Unrest in Indonesia

By Peter Symonds
31 January 1998

Plans by the Suharto regime for a voluntary three-month freeze on repayments of more than US$65 billion in private debt received a cool reception at a meeting of international bankers in Singapore on January 27.

Indonesia is seeking the largest restructuring of private debt in history. Two hundred twenty-eight companies are unable to meet their debt obligations as a result of the precipitous decline in the rupiah since last July. Most Indonesian companies are burdened with large US dollar-denominated loans and are technically insolvent.

At stake is not only the economic and political stability of Indonesia. Already the failure of an Indonesian company, Steady Safe, has precipitated the collapse of Peregrine Investment Holdings, one of the largest investment houses in Asia. Japanese banks, which hold US$22 billion in Indonesian private debt, are particularly vulnerable.

The debt moratorium was one of a series of government proposals to stem the slide of the rupiah and continuing economic uncertainty. Under pressure from the International Monetary Fund, the country's financial system is to be deregulated-an immediate boon to international firms which will be able to buy up Indonesian banks and corporations at fire-sale prices. The central bank is also to act as guarantor for the foreign creditors of domestic banks.

Indonesian special government adviser Radius Prawiro sought to convince the Singapore meeting of the viability of the financial proposals announced the previous day. But international bankers were not prepared to extend a blanket moratorium and easier repayment conditions to all Indonesian companies.

The Suharto regime is desperate to buy itself some breathing space. The latest budget, brought down at the insistence of the IMF, is certain to exacerbate social tensions. Budgetary predictions are premised on zero economic growth for 1998 and a 20 percent inflation rate. Fuel subsidies are to be cut by 25 percent and the wages of public sector workers will be frozen.

One media report described the plight of a family living in the slum of Penas on the outskirts of Jakarta. "Erna, her husband, her two children, and all their neighbors earn a living by picking through garbage for bottles and bits of recyclable plastic. Over the past few weeks, their lives have gone from precarious to untenable: The price of sugar has doubled, cooking oil has tripled, and even government-stabilized rice has gone up by a third. Yet the scrap dealer now pays them only half as much as he did in December. ‘In the good times, the rich get richer,' she says. ‘And in the bad times, we poor are the ones who suffer.' "

Rising unemployment, price increases and economic uncertainty have already produced demonstrations, protests and riots. On January 26 and 27, villagers in the central Javan towns of Kragan and Sarang-about 500 km east of the capital Jakarta-looted and destroyed a number of shops owned by ethnic Chinese. Earlier in the month riots erupted in east Java.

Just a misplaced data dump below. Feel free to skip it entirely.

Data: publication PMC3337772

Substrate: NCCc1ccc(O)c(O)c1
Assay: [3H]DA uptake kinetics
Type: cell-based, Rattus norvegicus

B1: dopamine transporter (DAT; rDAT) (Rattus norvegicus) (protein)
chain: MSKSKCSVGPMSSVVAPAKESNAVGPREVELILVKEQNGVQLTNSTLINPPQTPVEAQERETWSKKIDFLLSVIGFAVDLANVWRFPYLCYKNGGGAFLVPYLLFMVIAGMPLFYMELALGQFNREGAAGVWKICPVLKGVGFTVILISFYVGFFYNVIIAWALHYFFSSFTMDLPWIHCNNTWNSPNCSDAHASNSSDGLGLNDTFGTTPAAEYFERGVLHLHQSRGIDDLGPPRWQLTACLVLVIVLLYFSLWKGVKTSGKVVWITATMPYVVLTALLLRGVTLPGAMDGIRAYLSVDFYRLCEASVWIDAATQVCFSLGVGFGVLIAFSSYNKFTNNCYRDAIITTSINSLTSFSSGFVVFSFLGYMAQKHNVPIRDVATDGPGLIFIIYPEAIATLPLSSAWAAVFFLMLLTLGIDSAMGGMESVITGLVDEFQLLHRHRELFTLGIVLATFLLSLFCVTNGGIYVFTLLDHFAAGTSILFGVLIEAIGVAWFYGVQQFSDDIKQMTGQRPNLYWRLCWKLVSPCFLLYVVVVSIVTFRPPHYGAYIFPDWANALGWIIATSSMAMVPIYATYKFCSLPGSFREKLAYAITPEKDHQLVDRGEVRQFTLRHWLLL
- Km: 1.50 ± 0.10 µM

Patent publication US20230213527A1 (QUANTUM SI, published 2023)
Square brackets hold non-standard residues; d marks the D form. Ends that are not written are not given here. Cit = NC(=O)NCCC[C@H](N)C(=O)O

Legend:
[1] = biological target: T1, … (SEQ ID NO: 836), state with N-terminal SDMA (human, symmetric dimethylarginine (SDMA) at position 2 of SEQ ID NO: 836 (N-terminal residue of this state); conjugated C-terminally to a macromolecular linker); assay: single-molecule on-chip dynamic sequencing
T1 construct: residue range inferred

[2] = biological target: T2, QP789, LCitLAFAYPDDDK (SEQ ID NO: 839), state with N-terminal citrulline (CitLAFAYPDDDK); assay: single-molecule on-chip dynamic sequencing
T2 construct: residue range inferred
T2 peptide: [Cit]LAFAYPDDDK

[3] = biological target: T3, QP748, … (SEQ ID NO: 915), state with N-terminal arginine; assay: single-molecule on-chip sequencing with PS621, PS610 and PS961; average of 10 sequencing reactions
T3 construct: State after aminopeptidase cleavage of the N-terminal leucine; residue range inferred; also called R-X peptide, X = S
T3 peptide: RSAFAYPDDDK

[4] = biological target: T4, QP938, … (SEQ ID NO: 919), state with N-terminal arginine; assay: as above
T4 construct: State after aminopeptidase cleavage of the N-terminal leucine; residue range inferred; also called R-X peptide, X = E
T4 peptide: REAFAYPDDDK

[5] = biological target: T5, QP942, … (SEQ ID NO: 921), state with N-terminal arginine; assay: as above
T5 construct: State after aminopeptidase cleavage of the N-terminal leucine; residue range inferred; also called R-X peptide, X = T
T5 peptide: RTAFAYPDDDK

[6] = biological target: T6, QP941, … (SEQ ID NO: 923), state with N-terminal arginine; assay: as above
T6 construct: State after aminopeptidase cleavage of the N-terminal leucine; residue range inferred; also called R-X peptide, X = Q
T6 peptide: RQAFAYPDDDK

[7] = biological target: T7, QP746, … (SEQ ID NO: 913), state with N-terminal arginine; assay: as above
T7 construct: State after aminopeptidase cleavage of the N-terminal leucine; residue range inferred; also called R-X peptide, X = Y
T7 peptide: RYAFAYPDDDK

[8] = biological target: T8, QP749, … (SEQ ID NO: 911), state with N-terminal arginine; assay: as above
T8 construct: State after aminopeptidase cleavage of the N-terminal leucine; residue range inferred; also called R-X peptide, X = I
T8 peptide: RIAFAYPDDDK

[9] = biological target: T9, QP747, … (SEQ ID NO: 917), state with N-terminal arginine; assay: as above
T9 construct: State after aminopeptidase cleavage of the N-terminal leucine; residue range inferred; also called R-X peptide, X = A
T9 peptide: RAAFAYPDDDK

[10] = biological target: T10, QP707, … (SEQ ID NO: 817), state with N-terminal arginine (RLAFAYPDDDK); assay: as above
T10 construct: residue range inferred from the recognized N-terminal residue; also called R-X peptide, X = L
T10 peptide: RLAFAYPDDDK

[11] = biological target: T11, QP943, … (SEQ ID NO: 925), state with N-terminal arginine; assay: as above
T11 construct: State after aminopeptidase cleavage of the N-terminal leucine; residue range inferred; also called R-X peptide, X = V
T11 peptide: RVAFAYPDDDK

As they have in the past, sections of the Indonesian ruling class are inciting anti-Chinese racism as a means of deflecting attention from the deepening social polarization. Anti-Chinese agitation is encouraged not only by Muslim groups but at the highest levels of the state apparatus.

A recent report from the human rights organization Tapol cited a document, believed to have been drafted by the commander of the elite army unit Kopassus, Major-General Prabowo, son-in-law of Suharto, calling for an organized campaign directed against Chinese conglomerates and the IMF.

Opposition figure Megawati Sukarnoputri is also seeking to prevent social eruptions from developing into an anti-capitalist political movement. She is backed by sections of business, encouraged at least covertly by the Clinton administration and supported by student radicals, including the banned PRD [Democratic People's Party]. Megawati has called for Suharto to step aside and has publicly staked a claim to the presidency.

A number of small protests in support of Megawati have taken place in Jakarta in the last two weeks. On January 22 eight delegations of student and opposition groups protested against the IMF and Suharto outside the national assembly. Demonstrators have been pictured in the international media with placards openly denouncing Suharto.

On January 25, Megawati criticized the corruption and nepotism of the Suharto government at a public meeting of 1,500 students in the central Javanese city of Yogyakarta.

There are the signs of a radicalization among students, youth, workers and intellectuals in Indonesia. But a perspective of establishing an alternative "democratic" capitalist regime dominates the protests. In the 1960s this perspective, promoted by Megawati's father, former president Sukarno, and the Stalinists of the Communist Party of Indonesia, politically disarmed the working class and paved the way for Suharto's bloody military coup.